CARSON CITY, Nev. –More Nevada students who took the Advanced Placement Exam in 2018 showed they are college ready.
“Research shows that students who pass the AP Exam with a 3 or higher not only demonstrate that they are ready for freshman college classes, but that they are also more likely to graduate college in four years,” said Steve Canavero, Ph.D., Superintendent of Public Instruction. “Students earning college credit can save what they would otherwise have to pay for another year of college. Additionally, more than $600,000 was invested by the state through the College and Career Readiness Grant to be used by the Districts and Charter Schools to support at-risk and underserved student groups with access to AP programs in high schools and to provide additional training for AP teachers.”
In Nevada, 20,505 public school students took an AP Exam in 2018. The number of public school students who scored a 3 or higher on an AP Exam increased form 10,579 in 2017 to 10,922 in 2018, a 3.24 percent increase. Scores of 3 or higher qualify students for college credit, placement, or both.
The College Board – which administers both the AP Exams and SAT college entrance exams - announced today that 20 percent of students in Nevada’s class of 2018 took the new SAT at least once during high school. Nationally, 2.1 million students from the class of 2018 took the new SAT at least once.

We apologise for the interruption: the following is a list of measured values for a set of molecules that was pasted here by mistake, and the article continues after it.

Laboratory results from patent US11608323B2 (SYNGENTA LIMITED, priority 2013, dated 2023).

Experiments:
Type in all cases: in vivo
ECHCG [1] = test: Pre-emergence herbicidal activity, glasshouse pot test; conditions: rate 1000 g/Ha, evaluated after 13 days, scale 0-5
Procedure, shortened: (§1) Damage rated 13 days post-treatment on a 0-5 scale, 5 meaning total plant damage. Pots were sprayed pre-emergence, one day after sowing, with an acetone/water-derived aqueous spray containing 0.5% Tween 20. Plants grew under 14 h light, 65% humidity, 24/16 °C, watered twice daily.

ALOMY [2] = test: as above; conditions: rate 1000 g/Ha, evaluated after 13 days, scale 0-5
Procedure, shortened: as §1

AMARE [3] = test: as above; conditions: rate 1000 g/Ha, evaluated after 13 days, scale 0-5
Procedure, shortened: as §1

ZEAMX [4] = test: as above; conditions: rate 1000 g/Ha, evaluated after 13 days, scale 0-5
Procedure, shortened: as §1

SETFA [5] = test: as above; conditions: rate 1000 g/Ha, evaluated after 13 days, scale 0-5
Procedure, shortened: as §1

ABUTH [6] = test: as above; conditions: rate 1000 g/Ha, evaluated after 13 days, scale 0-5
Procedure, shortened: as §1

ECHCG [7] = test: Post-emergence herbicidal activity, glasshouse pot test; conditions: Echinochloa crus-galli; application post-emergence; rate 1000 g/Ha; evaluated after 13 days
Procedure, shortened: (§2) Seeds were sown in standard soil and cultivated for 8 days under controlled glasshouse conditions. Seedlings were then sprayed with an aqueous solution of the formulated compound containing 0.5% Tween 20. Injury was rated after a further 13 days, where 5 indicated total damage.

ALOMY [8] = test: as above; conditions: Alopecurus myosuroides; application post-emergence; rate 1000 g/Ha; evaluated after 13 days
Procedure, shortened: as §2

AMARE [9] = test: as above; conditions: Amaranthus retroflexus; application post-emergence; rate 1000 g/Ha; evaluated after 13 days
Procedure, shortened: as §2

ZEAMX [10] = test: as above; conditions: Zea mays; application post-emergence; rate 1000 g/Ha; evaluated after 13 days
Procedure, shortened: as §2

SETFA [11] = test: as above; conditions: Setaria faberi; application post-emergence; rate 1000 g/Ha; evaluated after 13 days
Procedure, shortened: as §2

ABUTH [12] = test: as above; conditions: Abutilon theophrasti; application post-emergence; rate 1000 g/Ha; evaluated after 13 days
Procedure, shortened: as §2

In Nevada, 62 percent of students from the class of 2018 who took the new SAT met the college readiness benchmarks, showing they are likely ready to take and succeed in entry-level, credit-bearing college courses. Students must meet both the Evidence-Reading and Writing and the Math section benchmarks.
In the 2017-18 school year, 22,981 students in Nevada completed the SAT or a PSAT-related assessment. In Nevada, 18,116 students took the Preliminary Scholastic Aptitude Test/National Merit Scholarship Qualifying Test (PSAT/NMSQT). PSAT/NMSQT and PSAT 10 test takers who met both of their respective grade-level section benchmarks, indicating they’re on track for college and career readiness:
- 10th graders: 67 percent met the Evidence-Reading and Writing benchmark, and 41 percent met the Math section benchmark.
- 11th graders: 81 percent met the Evidence-Reading and Writing benchmark, and 53 percent met the Math section benchmark.
The College Board gives students free career and educational planning tools, and the assessments connect to opportunities like fee waivers and over $230 million in scholarships while identifying students who show potential to succeed in an Advanced Placement course. The College Board and Khan Academy have teamed up to provide free, personalized Official SAT Practice to make it easier than ever to prepare.